Army Engineers and friends of the regiment came together April 16 through 20 for Engineer Regimental Week at Fort Leonard Wood.

They met with the purpose of "Preparing Today's Engineers for Tomorrow," through events, including the Best Sapper Competition, the Engineer Spouse's Day, the Army Engineer Association Vendor Exhibition, a Fallen Sapper Tribute Ceremony, the Senior Engineer Leader Council, the Engineer Regimental Run, and the Engineer Regimental Ball and Awards Ceremony.

"This is an exciting week that the Engineer School put together," said Maj. Gen. Kent Savre, Maneuver Support Center of Excellence and Fort Leonard Wood commanding general, during his opening remarks of the SELC April 19. "It is really an impressive series of events to celebrate the history of this regiment, to showcase our capabilities and plan for the future."

The Chief of Staff of the Army, along with the Training and Doctrine Command commander and senior leaders from across the Army continue to emphasize the complexity of future combat and the challenges Soldiers are going to face, Savre said.

"What you've really seen in the OPTEMPO and mission, and witnessed in the last few years, is our alignment with the Chief of Staff of the Army and the Secretary of the Army's priorities," Savre added. "Those priorities are to continue to focus on readiness, to take care of Soldiers and families, and to put more emphasis on modernizing for the future."

"The bottom line is the future business of the Engineer Regiment is good, and we're certainly up to the task," Savre said.

Brig. Gen. Robert Whittle Jr., U.S. Army Engineer School commandant, emphasized two main goals for the regiment: that the Engineer Regiment is ready and relevant for the current and future fight; and to increase and improve communication within the regiment across the Army.

"You are all the architects of the future of the Engineer Regiment," Whittle said during the SELC. "Things are changing fast, and if we don't get ahead of it, somebody else will."

Whittle added that throughout history, from the time the Corps of Engineers began, America has relied on engineers, and engineers have proven themselves to be up to the task. He encouraged members of the regiment to "take a seat at the table," and leverage the engineer network.

"We have an incredible network," he said. "We've all got to talk to each other to advance the regiment."

Whittle outlined the regiment's near- and long-term modernization efforts and instilled the value of going forward with a "team of teams" philosophy.

Also during the Senior Engineer Leader Council, the 54th Chief of Engineers and Commanding General of the Corps of Engineers, Lt. Gen. Todd Semonite, who advises the Army on engineering matters, brought perspective to the breadth and depth of the Corps of Engineers. He shared his vision for the way ahead along with how our leaders are preparing today's Soldiers to be leaders of tomorrow.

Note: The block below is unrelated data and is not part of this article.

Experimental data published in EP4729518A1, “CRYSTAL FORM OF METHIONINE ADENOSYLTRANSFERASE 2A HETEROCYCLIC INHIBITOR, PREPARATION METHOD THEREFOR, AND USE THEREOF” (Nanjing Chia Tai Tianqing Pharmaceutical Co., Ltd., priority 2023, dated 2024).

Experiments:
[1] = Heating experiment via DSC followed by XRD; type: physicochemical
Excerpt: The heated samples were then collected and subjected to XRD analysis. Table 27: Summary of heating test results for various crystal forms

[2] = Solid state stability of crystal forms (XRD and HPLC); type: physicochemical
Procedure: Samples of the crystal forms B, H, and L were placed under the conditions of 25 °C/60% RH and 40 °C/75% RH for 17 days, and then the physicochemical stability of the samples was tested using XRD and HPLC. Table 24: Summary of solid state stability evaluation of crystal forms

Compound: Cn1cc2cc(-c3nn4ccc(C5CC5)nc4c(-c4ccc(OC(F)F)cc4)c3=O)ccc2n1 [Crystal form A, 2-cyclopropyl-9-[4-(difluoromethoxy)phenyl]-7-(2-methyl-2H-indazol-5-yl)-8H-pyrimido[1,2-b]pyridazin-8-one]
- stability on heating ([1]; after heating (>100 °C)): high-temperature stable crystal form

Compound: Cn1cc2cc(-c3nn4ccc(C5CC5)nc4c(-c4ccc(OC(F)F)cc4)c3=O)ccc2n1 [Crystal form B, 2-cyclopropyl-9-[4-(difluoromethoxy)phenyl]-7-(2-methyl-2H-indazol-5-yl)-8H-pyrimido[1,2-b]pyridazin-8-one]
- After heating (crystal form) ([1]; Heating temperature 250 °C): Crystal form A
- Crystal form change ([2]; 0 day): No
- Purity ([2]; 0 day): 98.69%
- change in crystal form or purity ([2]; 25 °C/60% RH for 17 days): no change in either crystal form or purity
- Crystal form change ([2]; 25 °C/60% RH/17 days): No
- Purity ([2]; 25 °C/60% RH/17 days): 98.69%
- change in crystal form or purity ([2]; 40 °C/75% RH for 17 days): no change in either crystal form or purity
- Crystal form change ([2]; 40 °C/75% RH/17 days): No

"(There are) 90,000 in the total force," Semonite said. "We've seen a lot of growth in the last year, and where we've impacted our Soldiers, our service members and our families."

"It's been a demanding year on us for all of the natural disasters," he added. "There was a lot of work by the corps in Texas with (Hurricane) Harvey, and we've seen Irma hit the Virgin Islands and Florida, and then Maria, which had a devastating impact in Puerto Rico. Our Corps of Engineer team stepped up in all four of those events, and we continue to be able to take care of our people."

Semonite encouraged Soldiers to learn all they can about engineering in order to build a world-class Regiment.

As part of the modernization focus, the Army Engineer Association hosted its annual vendor exhibition April 17 through 18, which featured products such as bridging, robotics, counter-IED equipment, mine plows and rollers, and new engineer vehicles.

"Displays have been outstanding," said Command Sgt. Major Julius Nutter, retired, who has coordinated the event for the last 15 years. "This is probably one of our best exhibits that we've had since we've been doing this on Fort Leonard Wood."

More than 90 spouses came out for the Engineer Spouse's Day event April 17, to participate in engineering-related activities. (See spouse story on page A1.)

The regiment took a moment of silence during the Fallen Sapper Tribute Ceremony April 19 at Sapper Memorial Grove to honor Gold Star Families and remember fallen Sappers and comrades who paid the ultimate sacrifice in past and current military operations.

"It is an unfortunate truth that the defense of our nation comes with the very real risk that Soldiers may be asked to give the last full measure in service to protect our way of life, our freedoms and all of the loved ones whom we hold dear," Whittle said. "Today we lay this wreath as a tribute to them and as a reminder that these heroes and their families will forever be in our hearts."

"Freedom is not and never will be free," he said.

More than 6,000 members of the regiment and family members came out for the Engineer Run on Friday morning.

The regiment closed their homecoming at the Engineer Regimental Ball and Awards Ceremony at Nutter Field House Friday.